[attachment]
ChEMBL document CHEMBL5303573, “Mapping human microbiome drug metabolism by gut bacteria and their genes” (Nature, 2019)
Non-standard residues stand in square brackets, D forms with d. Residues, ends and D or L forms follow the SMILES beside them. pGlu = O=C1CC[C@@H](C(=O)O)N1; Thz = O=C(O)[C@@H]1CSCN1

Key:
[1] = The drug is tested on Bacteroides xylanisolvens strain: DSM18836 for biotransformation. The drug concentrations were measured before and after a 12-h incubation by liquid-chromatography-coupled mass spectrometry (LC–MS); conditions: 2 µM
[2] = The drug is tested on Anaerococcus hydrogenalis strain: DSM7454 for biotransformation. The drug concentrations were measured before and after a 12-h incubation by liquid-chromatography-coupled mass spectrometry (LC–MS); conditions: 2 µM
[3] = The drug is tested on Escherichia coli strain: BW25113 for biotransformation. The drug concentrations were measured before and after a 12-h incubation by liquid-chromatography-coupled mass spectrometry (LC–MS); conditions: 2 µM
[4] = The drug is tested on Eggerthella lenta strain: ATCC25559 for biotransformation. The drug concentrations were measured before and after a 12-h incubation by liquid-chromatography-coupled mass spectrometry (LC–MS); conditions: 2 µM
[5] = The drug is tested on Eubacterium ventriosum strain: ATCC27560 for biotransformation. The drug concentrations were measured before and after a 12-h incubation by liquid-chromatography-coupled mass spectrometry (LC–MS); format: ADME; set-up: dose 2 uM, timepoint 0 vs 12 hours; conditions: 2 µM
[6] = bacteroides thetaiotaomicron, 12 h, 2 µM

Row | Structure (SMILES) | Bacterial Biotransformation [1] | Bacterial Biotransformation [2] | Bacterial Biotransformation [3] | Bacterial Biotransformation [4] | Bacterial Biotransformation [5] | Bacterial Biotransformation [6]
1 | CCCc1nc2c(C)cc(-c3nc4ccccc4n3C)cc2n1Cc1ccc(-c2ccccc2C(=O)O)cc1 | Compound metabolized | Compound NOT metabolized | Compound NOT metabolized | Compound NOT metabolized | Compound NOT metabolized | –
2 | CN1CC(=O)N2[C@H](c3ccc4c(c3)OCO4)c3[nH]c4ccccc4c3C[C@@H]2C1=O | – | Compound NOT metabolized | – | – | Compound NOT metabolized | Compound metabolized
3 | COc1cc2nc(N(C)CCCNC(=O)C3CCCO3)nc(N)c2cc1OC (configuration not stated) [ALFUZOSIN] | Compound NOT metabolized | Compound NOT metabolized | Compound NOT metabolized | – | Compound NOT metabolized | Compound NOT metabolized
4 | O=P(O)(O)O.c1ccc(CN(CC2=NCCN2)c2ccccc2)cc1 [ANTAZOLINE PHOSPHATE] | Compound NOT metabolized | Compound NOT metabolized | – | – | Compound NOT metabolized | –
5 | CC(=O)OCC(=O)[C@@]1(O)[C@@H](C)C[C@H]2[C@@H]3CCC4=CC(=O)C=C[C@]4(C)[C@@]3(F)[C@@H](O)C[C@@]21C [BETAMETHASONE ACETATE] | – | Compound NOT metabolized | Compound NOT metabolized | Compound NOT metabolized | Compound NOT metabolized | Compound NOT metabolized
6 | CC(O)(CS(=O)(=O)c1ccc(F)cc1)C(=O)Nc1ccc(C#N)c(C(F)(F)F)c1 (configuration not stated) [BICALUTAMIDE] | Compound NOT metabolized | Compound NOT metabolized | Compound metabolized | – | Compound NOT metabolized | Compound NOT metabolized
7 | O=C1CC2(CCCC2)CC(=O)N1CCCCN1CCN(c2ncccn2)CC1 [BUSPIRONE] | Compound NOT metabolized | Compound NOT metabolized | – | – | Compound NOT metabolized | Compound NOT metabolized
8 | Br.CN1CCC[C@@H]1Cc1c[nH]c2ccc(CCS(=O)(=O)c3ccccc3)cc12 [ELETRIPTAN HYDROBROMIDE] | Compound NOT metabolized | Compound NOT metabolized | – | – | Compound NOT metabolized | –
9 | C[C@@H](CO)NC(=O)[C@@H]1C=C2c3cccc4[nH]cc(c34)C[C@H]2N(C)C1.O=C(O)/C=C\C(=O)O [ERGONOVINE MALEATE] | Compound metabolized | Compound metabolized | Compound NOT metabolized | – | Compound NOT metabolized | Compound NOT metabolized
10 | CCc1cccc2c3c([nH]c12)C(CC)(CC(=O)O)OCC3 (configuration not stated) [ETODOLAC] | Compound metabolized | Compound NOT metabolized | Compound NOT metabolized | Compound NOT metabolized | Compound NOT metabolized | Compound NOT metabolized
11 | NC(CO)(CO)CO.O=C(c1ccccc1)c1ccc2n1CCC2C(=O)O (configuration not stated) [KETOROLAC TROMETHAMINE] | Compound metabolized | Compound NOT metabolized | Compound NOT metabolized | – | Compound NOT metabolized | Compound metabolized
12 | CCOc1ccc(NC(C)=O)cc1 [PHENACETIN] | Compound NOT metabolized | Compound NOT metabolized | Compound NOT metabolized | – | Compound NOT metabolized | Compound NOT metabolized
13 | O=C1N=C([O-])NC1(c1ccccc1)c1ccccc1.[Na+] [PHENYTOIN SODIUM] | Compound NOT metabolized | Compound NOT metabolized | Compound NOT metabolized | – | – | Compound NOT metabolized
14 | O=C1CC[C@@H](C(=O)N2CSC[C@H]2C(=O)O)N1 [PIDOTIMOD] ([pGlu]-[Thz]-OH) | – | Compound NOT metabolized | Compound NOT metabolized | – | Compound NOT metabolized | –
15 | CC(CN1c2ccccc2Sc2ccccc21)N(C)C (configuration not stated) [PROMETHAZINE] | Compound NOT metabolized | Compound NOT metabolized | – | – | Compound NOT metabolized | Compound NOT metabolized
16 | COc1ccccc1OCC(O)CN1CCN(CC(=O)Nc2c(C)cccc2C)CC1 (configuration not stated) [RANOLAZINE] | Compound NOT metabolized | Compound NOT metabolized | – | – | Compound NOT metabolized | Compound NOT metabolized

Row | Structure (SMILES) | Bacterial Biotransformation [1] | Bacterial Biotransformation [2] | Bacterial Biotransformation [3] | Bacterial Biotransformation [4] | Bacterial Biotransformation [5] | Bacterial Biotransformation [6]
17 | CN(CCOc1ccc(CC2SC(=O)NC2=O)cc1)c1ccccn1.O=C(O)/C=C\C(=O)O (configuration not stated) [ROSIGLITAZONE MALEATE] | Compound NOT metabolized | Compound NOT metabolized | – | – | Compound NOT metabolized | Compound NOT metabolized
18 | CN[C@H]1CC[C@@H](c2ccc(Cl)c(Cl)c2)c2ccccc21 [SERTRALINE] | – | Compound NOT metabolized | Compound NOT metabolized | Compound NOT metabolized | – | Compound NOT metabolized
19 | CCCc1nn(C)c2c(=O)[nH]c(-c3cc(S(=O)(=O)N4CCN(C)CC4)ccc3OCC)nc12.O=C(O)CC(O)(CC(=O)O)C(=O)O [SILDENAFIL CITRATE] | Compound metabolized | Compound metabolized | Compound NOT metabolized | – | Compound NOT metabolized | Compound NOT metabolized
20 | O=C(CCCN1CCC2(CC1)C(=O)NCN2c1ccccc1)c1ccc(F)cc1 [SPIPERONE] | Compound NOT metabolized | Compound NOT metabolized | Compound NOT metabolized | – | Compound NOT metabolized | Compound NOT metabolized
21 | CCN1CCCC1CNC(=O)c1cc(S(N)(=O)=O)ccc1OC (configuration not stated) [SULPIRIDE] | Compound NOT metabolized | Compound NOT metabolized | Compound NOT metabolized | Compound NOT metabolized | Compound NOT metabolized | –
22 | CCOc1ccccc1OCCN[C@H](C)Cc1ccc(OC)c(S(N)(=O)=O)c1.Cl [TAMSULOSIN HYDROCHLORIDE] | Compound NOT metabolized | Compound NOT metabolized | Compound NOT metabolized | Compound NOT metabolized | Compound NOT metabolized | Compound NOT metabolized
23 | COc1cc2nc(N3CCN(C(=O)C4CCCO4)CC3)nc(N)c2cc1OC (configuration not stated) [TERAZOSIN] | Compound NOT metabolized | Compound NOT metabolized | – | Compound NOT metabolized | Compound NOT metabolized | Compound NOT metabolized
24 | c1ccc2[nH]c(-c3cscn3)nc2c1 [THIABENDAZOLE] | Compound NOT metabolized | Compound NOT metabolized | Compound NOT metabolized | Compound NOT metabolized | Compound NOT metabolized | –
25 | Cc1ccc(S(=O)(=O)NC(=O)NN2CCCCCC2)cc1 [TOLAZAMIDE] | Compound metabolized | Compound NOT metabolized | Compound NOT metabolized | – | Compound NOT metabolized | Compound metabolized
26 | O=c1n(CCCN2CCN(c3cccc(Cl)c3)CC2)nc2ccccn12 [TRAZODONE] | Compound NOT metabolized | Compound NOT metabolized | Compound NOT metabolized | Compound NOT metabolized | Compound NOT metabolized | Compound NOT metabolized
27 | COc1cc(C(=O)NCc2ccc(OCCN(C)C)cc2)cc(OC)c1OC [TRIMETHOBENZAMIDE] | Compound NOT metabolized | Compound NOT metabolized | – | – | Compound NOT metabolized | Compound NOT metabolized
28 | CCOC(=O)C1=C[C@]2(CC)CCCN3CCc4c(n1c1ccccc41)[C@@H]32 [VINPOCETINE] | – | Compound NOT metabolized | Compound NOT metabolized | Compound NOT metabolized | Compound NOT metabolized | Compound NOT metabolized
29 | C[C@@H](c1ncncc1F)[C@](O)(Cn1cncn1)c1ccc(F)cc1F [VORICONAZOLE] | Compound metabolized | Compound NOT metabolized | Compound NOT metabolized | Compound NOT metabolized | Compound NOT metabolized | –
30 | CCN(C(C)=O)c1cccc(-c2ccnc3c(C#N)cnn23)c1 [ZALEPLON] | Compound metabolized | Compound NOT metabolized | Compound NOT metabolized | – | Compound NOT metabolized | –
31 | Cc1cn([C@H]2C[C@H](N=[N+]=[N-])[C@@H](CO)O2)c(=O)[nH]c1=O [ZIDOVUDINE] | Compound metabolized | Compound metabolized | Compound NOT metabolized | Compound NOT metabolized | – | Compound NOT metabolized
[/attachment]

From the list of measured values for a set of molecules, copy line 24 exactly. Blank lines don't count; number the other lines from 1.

14 | O=C1CC[C@@H](C(=O)N2CSC[C@H]2C(=O)O)N1 [PIDOTIMOD] ([pGlu]-[Thz]-OH) | – | Compound NOT metabolized | Compound NOT metabolized | – | Compound NOT metabolized | –